Lake (2009) provided a review of progressive partial-hand prosthetic management. The author noted that partial-hand prosthetic management represents an exciting new frontier in the specialty of upper limb prosthetics. The application and benefit of treating this level are apparent. Presently, this level is very difficult because of the vast surgical presentations, traumatic nature of the resultant limb difference, as well as the complicated biomechanics present as a result of the afore-mentioned 2 issues. Lake (2009) noted that electric prosthetic management requires specialized care that does not have its foundation rooted in any of the current, yet progressive upper limb care protocols used by today's specialists. Future research will entail electronic handling, fabrication, fitting protocols and techniques, as well as surgical considerations. As fitting techniques and componentry evolve, so will the clinical protocols. The author stated that an unique opportunity exists at the partial-hand level as this specialty enters a new prosthetic paradigm where evidence-based rehabilitation and sound research practices are expected by both the medical community as well as reimbursement agencies.
Currently, there is insufficient peer-reviewed evidence that examined the clinical value (e.g., improved function and health-related quality of life) of partial-hand myoelectric prostheses.
CPT Codes / HCPCS Codes / ICD-9 Codes
Other CPT codes related to the CPB:
24900 - 24935, 25900 - 25931, 26910 - 29652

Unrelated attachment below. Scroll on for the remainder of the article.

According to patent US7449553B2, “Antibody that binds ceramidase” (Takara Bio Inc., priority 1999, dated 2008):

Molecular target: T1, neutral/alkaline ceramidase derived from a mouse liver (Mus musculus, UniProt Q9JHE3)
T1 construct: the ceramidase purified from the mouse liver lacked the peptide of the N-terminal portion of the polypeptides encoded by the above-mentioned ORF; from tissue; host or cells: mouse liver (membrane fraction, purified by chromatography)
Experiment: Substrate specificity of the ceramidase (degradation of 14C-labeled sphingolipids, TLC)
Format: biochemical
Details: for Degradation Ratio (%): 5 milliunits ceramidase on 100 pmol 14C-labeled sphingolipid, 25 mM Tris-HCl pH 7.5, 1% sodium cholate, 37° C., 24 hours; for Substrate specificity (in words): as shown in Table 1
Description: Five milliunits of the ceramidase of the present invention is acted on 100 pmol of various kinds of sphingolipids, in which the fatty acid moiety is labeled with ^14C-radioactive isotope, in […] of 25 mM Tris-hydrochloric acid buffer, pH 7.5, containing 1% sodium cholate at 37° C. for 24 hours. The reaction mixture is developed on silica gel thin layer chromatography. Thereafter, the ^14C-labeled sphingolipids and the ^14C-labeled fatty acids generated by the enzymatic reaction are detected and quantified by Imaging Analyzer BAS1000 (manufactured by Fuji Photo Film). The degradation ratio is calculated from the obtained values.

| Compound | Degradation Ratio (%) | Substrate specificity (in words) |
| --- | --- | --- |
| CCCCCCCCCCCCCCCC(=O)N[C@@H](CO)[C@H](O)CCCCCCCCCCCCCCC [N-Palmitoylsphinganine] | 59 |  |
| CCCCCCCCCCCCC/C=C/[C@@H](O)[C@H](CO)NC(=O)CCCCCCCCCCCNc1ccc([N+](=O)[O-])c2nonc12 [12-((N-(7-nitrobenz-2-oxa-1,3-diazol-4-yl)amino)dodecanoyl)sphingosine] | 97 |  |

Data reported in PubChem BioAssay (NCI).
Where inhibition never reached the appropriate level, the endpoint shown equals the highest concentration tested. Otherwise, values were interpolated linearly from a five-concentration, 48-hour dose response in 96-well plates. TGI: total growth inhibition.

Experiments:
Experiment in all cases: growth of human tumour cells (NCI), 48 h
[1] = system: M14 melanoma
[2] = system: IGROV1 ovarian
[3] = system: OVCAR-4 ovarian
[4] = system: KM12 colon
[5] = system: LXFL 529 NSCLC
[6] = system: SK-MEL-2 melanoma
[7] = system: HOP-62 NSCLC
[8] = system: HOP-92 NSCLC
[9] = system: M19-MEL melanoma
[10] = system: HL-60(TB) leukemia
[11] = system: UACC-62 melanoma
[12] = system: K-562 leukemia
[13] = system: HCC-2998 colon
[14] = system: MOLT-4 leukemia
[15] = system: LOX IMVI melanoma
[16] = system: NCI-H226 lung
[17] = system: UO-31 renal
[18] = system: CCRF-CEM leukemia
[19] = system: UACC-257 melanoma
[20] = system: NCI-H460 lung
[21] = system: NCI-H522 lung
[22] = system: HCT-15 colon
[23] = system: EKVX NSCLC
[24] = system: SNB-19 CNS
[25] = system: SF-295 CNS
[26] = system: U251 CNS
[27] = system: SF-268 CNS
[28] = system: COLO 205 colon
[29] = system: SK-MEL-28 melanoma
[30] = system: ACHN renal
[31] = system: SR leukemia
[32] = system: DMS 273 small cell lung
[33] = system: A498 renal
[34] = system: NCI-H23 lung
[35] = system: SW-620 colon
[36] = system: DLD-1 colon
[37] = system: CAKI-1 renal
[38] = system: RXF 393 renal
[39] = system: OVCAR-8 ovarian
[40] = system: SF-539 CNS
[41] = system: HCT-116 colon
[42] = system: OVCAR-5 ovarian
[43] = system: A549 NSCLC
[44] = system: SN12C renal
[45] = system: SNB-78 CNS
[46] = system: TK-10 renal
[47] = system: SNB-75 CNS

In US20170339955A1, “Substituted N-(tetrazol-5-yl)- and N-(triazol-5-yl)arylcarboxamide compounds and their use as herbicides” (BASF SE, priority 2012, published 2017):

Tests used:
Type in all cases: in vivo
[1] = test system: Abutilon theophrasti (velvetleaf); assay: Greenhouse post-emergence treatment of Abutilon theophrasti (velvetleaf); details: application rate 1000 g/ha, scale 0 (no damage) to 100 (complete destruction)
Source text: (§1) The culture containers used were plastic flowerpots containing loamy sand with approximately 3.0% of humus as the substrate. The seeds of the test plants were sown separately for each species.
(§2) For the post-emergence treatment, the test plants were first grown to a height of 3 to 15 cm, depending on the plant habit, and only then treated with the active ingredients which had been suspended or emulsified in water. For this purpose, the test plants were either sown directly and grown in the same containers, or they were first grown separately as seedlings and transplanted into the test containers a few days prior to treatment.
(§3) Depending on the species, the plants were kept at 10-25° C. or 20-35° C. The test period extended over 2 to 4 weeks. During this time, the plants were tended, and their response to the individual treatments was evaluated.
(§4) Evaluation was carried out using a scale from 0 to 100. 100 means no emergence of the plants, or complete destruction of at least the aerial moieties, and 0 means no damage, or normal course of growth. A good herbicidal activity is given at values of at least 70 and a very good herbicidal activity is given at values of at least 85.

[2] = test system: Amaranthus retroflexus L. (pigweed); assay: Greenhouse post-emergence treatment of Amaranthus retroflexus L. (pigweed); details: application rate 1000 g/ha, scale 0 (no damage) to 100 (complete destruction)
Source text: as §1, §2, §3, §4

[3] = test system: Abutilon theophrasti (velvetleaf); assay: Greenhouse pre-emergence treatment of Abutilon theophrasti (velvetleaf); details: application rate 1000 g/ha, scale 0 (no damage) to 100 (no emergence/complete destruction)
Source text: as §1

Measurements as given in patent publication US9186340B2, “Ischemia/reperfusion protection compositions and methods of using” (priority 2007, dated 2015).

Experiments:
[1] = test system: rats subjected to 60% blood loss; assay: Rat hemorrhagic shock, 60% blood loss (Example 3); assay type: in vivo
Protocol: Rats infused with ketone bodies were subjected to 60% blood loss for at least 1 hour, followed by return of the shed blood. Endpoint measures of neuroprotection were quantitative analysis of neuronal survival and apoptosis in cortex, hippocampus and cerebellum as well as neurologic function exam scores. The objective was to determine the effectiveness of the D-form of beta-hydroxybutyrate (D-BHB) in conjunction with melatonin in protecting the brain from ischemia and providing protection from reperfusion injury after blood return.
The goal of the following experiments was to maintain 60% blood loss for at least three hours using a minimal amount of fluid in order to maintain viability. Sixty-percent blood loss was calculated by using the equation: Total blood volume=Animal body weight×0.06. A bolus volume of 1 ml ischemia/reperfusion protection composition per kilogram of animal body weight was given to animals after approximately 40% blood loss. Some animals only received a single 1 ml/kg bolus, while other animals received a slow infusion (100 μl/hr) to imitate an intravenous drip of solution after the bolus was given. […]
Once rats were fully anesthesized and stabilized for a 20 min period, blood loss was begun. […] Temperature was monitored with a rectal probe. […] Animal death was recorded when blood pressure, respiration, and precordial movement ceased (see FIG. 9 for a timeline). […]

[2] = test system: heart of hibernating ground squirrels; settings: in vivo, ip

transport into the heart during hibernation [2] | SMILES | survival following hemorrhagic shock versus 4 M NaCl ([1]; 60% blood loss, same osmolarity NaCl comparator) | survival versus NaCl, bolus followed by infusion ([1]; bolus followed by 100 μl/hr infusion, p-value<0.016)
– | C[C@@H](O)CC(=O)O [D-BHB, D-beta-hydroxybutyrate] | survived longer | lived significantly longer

Surgical amputation, upper extremity
HCPCS codes covered if selection criteria are met:
Upper extremity addition, quick disconnect lamination collar with coupling piece, Otto Bock or equal
Upper extremity addition, latex suspension sleeve, each
Upper extremity addition, test socket, wrist disarticulation or below elbow
Upper extremity addition, frame type socket, below elbow or wrist disarticulation
Addition to terminal device, precision pinch device
Electric hand, switch or myoelectric controlled, independently articulating digits, any grasp pattern or combination of grasp patterns, includes motor(s)
Microprocessor control feature, addition to upper limb prosthetic terminal device
Addition to upper extremity prosthesis, glove for terminal device, any material, prefabricated, includes fitting and adjustment
Wrist disarticulation, external power, self-suspended inner socket, removable forearm shell, Otto Bock or equal electrodes, cables, two batteries and one charger, myoelectronic control of terminal device
Below elbow, external power, self-suspended inner socket, removable forearm shell, Otto Bock or equal electrodes, cables, two batteries and one charger, myoelectronic control of terminal device
Elbow disarticulation, external power, molded inner socket, removable humeral shell, outside locking hinges, forearm, Otto Bock or equal electrodes, cables, two batteries and one charger, myoelectronic control of terminal device